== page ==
WayForwardâ€™s take on the Turtles franchise surprised us for a couple of reasons. Firstly, it isn’t a wscrolling brawler – the genre that pretty much every TMNT game in the past has favoured. Instead it takes the form of side-scrolling â€˜Metroidvaniaâ€™ adventure that has obviously been designed with speedruns in mind. Secondly, itâ€™s surprisingly good. Not ground-breaking, or genre-defining, but certainly pleasing enough. Weâ€™d even go as far as saying that itâ€™s better than it needs to be.
Thatâ€™s not to say that it doesnâ€™t have shortcomings. And to be brutally honest, it does have more than its fair share. Thankfully theyâ€™re the kind of problems that are easy to look past, especially when taking the Â£20 price-tag into account. The visuals are the biggest offender – itâ€™s rougher than sandpaper. Character models during the cut-scenes arenâ€™t too eye offending, but thereâ€™s still little reason to doubt that the original Xbox could have pulled this off without breaking a sweat. Collision detection is another issue. Not so much during combat, but notably so when leaping onto platforms and such. Once the double-jump move has been gained however this problem pretty much rectifies itself.
The plot also feels the wrath of a stunted budget, but it does at least allow for appearances from numerous characters from Nickelodeon series, including boss battles. Pleasingly retro boss battles, at that. Speaking of which, music during said fights will definitely ring a bell with those familiar with TMNT games of yore. Much later on thereâ€™s a subtle nod to Castlevania IV as well. Anyway, we digress – the plot sees Shredder teaming up with a creature from Dimension X to create a mutagen potent enough to power a weapon of mass destruction.
One nice touch is that extra lines of dialogue are unlocked by beginning boss battles and meeting NPCs when playing as a certain Turtle. Outside of cutscenes the Turtles refrain from cracking wise every few seconds, instead opting to use their power of speech sparingly. For those not aware, the speech samples in the last TMNT game – which we gave a miserable 2/10 – were so repetitive that they grew tiresome as soon as the second level. So WayForward gets a pat on the back there.
All four hard shelled heroes are playable and can be swapped between with the push of a button. Their upgradable â€˜shell kickerâ€™ combos vary – with Raphael throwing a few painful looking headbutts into the mix – but other than this theyâ€™re much of a muchness.
Itâ€™s crucial to swap between Turtles when theyâ€™re low on health because if theyâ€™re drained completely they become imprisoned at a random location. Oddly, this includes prisons in areas that are currently inaccessible, either due to not being discovered yet or requiring a certain upgrade to reach. We quickly learnt that when down to the last Turtle itâ€™s far quicker to reload the last save then to go freeing the captured heroes. Save points – which take the form of meditation rooms – fortunately arenâ€™t too far apart. They also update the map screen with new data, including icons indicating where to head next.
Being a â€˜Metroidvaniaâ€™ progression isnâ€™t naturally straightforward. Upgrades that allow access to new areas are sometimes hidden well, prompting a degree of backtracking and a thorough search to find. Itâ€™s quite easy to go off the beaten path and end up in an area that youâ€™re not supposed to visit yet, with the sewers in particular being very labyrinth-like in design. Most areas contain a gate or two that canâ€™t be opened until much later on, and so revisiting these areas towards the end of the game is vital for those who want to collect all shuriken and health bar upgrades. For the record, we managed to defeat the final boss with three heath bar extensions still to find.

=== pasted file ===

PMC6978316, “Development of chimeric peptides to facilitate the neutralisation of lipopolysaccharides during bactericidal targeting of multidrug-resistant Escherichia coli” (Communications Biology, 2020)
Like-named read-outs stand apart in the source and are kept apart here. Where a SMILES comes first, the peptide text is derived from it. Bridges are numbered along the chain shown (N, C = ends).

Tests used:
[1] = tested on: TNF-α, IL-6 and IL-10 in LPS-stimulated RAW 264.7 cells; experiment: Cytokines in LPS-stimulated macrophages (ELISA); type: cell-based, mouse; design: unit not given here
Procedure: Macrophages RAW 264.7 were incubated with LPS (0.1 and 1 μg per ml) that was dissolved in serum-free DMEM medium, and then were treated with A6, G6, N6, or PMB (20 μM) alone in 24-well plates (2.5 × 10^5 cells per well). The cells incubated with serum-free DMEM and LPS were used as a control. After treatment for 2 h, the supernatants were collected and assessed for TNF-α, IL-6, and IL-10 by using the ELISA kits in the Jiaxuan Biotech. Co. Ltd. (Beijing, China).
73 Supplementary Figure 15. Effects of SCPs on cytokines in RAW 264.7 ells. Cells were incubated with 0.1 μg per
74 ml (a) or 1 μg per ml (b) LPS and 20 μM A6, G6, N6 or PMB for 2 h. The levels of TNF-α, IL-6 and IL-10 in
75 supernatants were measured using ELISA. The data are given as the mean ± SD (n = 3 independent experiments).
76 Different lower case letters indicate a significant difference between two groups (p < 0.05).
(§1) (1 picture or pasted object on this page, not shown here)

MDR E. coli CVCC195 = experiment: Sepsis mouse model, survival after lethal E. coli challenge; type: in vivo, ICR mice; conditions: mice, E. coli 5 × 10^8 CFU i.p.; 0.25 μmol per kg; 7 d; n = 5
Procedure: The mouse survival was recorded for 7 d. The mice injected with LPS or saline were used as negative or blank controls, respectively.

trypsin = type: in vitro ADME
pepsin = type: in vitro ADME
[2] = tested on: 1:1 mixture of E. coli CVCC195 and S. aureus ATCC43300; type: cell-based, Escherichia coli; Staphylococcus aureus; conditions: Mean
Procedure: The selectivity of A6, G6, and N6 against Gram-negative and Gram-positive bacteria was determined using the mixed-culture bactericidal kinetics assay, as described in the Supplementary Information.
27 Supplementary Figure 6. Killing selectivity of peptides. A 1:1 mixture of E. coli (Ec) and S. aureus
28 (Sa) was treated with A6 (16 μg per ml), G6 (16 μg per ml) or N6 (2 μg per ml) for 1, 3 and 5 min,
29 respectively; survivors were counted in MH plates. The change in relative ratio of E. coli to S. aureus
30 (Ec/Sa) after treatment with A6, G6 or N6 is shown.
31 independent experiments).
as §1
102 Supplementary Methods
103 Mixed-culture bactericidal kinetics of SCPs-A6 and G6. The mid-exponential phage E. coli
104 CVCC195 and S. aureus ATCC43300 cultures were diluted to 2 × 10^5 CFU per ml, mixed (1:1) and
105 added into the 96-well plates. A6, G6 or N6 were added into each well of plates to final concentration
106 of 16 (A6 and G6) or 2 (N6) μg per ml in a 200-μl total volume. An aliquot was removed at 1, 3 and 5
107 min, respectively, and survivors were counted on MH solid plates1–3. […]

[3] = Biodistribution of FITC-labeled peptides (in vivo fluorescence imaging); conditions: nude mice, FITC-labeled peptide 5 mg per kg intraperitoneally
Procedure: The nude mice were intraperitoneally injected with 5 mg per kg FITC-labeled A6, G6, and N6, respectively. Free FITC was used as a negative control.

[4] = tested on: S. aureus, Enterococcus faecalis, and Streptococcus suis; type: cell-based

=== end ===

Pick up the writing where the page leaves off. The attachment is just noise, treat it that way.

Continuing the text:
Itâ€™s a shame that thereâ€™s no Wii U version as an off-screen map would have been a blessing. Having to frequently bring up the menu to get a good look at the map did put the proverbial brakes on the otherwise fast pace. Itâ€™s because of this that weâ€™d wager that the 3DS version is the one to go for. Another moot point is that this may be a little too tricky for younger gamers. That said, it does have a 12+ age rating – weâ€™re sure anybody around this age can get their head around how â€˜Metroidvaniasâ€™ are structured.
Indeed, structure is the key here – areas are interconnected, taking the Turtles above and below New Yorkâ€™s gritty streets. Because the locations are easily distinguishable from one another it doesnâ€™t take long to get accustomed to the surroundings and thus learn how to exploit their shortcuts. As mentioned in the opening paragraph, WayFoward has designed this adventure with speedruns in mind. Achievements can be had for beating it within 4 hours, 2.5 hours and in under an hour. Our first playthrough, somewhat unfortunately, stood at 4:18. Despite some clear shortcomings itâ€™s an enjoyable enough experience for us to want to try and beat that time in the future.
Danger of the Ooze is proof that a little fan service can go a long way, helping here to cover the cracks caused by a distinctly limited budget. Once the dust has settled on this season’s AAA releases, those wanting to revisit their childhood should bear this adventure in mind. Michael Bay withstanding, the Turtles really haven’t changed much over the years. The games they star in, however, are finally starting to evolve.